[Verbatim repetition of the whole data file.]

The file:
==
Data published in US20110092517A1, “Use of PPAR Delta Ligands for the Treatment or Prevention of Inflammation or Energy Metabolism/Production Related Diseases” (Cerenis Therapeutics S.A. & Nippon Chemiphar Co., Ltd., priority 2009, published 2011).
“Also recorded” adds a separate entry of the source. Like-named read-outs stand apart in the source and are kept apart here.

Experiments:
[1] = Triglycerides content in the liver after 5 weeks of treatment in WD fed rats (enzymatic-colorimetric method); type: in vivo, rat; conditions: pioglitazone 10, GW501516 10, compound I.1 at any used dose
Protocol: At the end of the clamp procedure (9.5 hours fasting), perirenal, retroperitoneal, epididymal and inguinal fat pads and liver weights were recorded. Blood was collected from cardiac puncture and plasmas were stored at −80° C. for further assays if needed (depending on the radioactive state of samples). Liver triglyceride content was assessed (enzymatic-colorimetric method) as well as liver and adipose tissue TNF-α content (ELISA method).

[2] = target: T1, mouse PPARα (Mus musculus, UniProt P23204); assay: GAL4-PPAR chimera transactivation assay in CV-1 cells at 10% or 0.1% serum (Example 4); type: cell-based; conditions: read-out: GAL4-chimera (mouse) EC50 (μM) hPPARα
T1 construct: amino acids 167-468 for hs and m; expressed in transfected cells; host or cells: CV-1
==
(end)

Data published in US20110092517A1, “Use of PPAR Delta Ligands for the Treatment or Prevention of Inflammation or Energy Metabolism/Production Related Diseases” (Cerenis Therapeutics S.A. & Nippon Chemiphar Co., Ltd., priority 2009, published 2011).
“Also recorded” adds a separate entry of the source. Like-named read-outs stand apart in the source and are kept apart here.

Experiments:
[1] = Triglycerides content in the liver after 5 weeks of treatment in WD fed rats (enzymatic-colorimetric method); type: in vivo, rat; conditions: pioglitazone 10, GW501516 10, compound I.1 at any used dose
Protocol: At the end of the clamp procedure (9.5 hours fasting), perirenal, retroperitoneal, epididymal and inguinal fat pads and liver weights were recorded. Blood was collected from cardiac puncture and plasmas were stored at −80° C. for further assays if needed (depending on the radioactive state of samples). Liver triglyceride content was assessed (enzymatic-colorimetric method) as well as liver and adipose tissue TNF-α content (ELISA method).

[2] = target: T1, mouse PPARα (Mus musculus, UniProt P23204); assay: GAL4-PPAR chimera transactivation assay in CV-1 cells at 10% or 0.1% serum (Example 4); type: cell-based; conditions: read-out: GAL4-chimera (mouse) EC50 (μM) hPPARα
T1 construct: amino acids 167-468 for hs and m; expressed in transfected cells; host or cells: CV-1